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Ob / Gyn Residency Overview

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Obstetrics and Gynaecology covers medical and surgical care specific to women, including both the delivery of children and pre/peri/post-birth care (obstetrics) and the diagnosis and management of conditions affecting the female reproductive system (gynaecology). An obstetrician or gynaecologist may act in a consultant role, but may also be involved in the provision of primary care, with lasting and meaningful relationships with patients being developed. Salaries for those in ob / gyn are in the middle of the pack, with the median clinical salary sitting around $309,000.

Residency Core Requirements

Obstetrics and gynaecology is a four year residency – training must be at minimum four years in an accredited program, of which three years must be focused on reproductive health care and ‘ambulatory primary health care for women’. Work therefore includes the prevention, diagnosis and management of disease, as well as consultant work and community work. Subspecialty training is available after residency and includes reproductive endocrinology, gynecologic oncology, maternal-fetal medicine, urogynecology and family planning.

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Application Statistics & Competition

In the most recent available data, there were 2044 applicants for 1503 spots, making a ratio of 1.36 applicants to each position. Looking at US MD Seniors, 212 failed to match out of 1315, whilst for DO Seniors there were 371 applicants, with 241 matching. This is a match rate of 65% for DO applicants, which is relatively low. The Mean USMLE Step 1 score for those who matched successfully was 232, and the mean Step 2 score was 248. A step 1 score of 200 would mean a match probability of 65%, whilst a score of more than 240 meant a match probability of 89%. This therefore makes ob /gyn one of the more competitive residencies for any applicant, not just DOs and IMGs.

Sample Interview questions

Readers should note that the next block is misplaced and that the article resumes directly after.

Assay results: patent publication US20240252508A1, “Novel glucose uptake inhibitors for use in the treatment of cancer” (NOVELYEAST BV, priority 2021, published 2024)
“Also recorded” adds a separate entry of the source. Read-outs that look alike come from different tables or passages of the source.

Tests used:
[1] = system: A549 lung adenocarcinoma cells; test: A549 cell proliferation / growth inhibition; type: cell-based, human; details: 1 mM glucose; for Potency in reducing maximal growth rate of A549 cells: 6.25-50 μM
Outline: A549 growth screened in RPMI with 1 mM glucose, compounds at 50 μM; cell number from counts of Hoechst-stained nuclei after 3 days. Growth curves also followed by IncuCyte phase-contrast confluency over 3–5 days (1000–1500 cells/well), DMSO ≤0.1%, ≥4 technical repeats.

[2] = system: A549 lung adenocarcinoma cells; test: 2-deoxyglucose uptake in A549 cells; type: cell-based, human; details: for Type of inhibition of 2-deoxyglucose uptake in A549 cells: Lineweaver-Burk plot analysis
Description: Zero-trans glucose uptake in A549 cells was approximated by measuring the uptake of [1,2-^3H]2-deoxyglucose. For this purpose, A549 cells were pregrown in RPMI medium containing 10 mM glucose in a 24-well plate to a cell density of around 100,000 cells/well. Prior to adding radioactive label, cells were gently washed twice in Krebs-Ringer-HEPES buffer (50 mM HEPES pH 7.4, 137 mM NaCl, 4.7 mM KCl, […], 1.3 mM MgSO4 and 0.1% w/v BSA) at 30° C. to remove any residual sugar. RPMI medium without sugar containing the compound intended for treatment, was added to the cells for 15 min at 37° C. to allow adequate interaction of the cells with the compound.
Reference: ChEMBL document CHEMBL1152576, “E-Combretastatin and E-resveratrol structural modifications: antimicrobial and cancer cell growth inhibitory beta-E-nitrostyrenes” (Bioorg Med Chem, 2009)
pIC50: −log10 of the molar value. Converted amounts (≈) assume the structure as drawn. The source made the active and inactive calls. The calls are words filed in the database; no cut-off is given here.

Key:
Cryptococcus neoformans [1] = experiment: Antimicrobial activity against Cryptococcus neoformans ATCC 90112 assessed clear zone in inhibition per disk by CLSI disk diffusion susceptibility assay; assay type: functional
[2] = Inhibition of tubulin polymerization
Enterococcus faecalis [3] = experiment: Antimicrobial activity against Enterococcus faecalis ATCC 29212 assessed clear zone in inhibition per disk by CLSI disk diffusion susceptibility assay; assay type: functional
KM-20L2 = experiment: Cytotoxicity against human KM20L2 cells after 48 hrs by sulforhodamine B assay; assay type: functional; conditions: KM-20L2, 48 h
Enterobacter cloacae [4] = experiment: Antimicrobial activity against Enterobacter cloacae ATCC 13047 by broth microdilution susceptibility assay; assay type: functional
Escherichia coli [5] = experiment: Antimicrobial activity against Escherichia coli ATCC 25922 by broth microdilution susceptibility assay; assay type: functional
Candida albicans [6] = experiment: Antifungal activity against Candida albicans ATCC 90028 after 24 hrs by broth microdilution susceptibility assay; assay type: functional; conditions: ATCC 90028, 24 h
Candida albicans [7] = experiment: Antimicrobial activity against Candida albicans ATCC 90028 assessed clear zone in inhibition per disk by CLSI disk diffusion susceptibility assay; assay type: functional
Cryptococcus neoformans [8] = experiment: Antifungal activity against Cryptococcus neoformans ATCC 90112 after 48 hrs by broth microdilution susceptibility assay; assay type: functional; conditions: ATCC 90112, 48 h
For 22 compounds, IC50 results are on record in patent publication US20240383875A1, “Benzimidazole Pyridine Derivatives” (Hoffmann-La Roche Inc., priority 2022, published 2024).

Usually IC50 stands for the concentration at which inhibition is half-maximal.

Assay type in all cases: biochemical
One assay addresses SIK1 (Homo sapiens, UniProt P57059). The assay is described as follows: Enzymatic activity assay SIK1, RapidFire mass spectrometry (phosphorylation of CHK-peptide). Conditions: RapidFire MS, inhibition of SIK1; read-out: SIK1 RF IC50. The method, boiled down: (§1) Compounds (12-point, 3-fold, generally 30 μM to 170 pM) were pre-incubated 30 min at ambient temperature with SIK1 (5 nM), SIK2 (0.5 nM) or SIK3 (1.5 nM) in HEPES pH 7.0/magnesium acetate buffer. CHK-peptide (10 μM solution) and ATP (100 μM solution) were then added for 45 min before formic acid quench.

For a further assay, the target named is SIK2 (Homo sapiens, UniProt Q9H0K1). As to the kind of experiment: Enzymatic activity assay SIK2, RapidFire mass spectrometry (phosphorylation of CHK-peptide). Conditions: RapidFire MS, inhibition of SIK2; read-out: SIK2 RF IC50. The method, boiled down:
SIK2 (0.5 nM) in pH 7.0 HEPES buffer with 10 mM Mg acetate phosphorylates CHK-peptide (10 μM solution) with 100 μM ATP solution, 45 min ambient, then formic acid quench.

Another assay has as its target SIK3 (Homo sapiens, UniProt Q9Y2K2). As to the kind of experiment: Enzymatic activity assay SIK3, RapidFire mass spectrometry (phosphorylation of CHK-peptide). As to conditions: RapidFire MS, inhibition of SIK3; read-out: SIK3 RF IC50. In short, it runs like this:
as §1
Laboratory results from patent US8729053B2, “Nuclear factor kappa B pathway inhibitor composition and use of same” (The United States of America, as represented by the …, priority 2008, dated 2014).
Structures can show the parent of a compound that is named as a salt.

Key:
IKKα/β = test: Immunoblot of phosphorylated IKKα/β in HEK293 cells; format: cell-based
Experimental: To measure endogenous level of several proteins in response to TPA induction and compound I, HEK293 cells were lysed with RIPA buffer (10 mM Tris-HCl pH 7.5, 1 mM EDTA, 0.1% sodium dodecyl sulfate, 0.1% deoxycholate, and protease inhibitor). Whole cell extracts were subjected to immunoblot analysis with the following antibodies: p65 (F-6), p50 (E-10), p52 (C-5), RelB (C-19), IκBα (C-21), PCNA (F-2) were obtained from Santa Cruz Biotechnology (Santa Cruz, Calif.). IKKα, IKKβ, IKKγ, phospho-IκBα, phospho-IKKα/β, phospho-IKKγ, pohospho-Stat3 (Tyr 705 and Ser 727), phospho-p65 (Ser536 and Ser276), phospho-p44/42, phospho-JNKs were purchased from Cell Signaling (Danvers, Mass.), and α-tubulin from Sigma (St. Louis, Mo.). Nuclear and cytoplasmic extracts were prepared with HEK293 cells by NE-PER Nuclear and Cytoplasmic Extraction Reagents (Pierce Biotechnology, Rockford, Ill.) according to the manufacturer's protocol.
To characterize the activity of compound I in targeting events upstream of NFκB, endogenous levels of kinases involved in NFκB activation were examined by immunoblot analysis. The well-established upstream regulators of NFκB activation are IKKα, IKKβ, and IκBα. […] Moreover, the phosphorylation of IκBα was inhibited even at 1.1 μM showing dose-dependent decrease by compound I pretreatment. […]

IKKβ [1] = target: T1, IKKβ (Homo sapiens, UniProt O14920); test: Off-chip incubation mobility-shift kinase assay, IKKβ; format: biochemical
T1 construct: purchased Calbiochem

Tell me about the definitive management of ectopic pregnancy.

Management can be either expectant, medical or surgical. Expectant management involves monitoring serum bHCG and multiple ultrasound scans to monitor the pregnancy in the expectation that it will spontaneously resolve. This is suitable if the woman is pain-free, hemodynamically stable, and a tubal ectopic is visible on ultrasound. Serum hCG <1000 IU/L> or 1000-1500 if they meet the criteria above.

Medical management involves methotrexate to stop the growth of the ectopic. This is suitable if the woman has no significant pain, an unruptured ectopic with an adnexal mass of less than 35mm, and no intrauterine pregnancy on USS. Serum hCG should be less than 1500 IU/L typically.

Surgical management is offered if there is significant pain, follow-up is impossible, the adnexal mass is greater than 35mm, foetal heartbeat is visible, or serum hCG is greater than 5000 IU/L.

What are the management options for breech birth?

Management for breech (at term) includes external cephalic version, followed by vaginal delivery, or C-section. ECV involves manually rotating the foetus into a cephalic presentation, by applying pressure to the abdomen (of the mother) with ultrasound guidance. There is a 40% success rate in primiparous women, and 60% in multiparous women. If this is unsuccessful, then an elective C-section may be required, or vaginal delivery may continue. ECV will not be attempted if there is antepartum haemorrhage, multiple pregnancy, ruptured membranes, previous c-section, or abnormalities on CTG.

Vaginal delivery carries multiple risks including birth asphyxia, intracranial haemorrhage, and foetal trauma. Preference is therefore to deliver without traction, and with an anterior sacrum during delivery to decrease the risk of foetal head entrapment. There are various contraindications, including footling breech, macrosomia, previous C-section.

A C-section may be booked as an elective procedure and is the most common way of managing breech presentation. It is preferred for preterm babies, and also if ECV is unsuccessful. There are fewer associated risks.

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Important considerations

It’s vital to bear in mind just how competitive this choice of residency is. Even MD applicants with strong scores from good schools will still need to ensure that their letters of recommendation, personal statement and remainder of their application is strong across the board if they wish to guarantee a match. Additionally, do remember that there are a number of different subspecialty options and that many will therefore continue training beyond the core four year residency.

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